|multi-language parsing by using yacc pliang@msmail4.HAC.COM (Peter Liang) (1995-08-13)|
|Re: multi-language parsing by using yacc firstname.lastname@example.org (steve (s.s.) simmons) (1995-08-17)|
|Re: multi-language parsing by using yacc email@example.com (1995-08-21)|
|Re: multi-language parsing by using yacc firstname.lastname@example.org (Cees Visser) (1995-08-21)|
|Re: multi-language parsing by using yacc email@example.com (1995-08-21)|
|multi-language parsing by using yacc 75066.3204@CompuServe.COM (Carl Barron) (1995-08-22)|
|From:||firstname.lastname@example.org (Robert A Duff)|
|Organization:||The World Public Access UNIX, Brookline, MA|
|Date:||Mon, 21 Aug 1995 16:33:51 GMT|
Erik Corry <email@example.com> wrote:
>My experience is that it is difficult to report good error messages from
>a Yacc parser, though admittedly gcc does very well.
GNAT (the GNU Ada compiler) uses a hand-written recursive-descent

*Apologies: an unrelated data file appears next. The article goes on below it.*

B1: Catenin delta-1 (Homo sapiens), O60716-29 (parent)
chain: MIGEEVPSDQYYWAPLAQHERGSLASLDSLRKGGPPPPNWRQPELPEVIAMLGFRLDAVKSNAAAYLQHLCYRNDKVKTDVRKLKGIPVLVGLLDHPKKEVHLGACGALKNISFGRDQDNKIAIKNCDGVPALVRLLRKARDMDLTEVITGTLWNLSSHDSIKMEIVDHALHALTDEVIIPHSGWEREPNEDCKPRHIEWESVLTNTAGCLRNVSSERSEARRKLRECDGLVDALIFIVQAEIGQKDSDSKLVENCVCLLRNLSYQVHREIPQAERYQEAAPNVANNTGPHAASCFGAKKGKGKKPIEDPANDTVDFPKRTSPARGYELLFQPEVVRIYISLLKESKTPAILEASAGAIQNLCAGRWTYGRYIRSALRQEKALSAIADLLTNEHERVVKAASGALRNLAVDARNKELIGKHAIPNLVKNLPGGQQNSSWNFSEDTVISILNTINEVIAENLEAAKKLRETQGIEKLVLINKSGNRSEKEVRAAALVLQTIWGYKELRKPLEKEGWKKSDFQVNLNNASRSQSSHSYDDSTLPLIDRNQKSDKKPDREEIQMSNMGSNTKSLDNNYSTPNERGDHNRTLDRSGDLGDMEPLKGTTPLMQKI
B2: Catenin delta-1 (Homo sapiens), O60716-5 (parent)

parser. It generates *excellent* syntactic error messages, IMHO.
The syntax of Ada is far from trivial, and is full of ambiguities.
>[It's true, parsing C++ with yacc is quite hard because the syntax is quite
>context dependent and in a few cases ambiguous. Some people think this says
>at least as much about the design of C++ as about yacc. -John]
"Some people" would say that all this fancy parser-generating technology
is a waste of time, since if you design the language to have a simple
syntax, a hand-written parser is trivial. Plain old Lisp, for example
-- it would be silly to use yacc for that.
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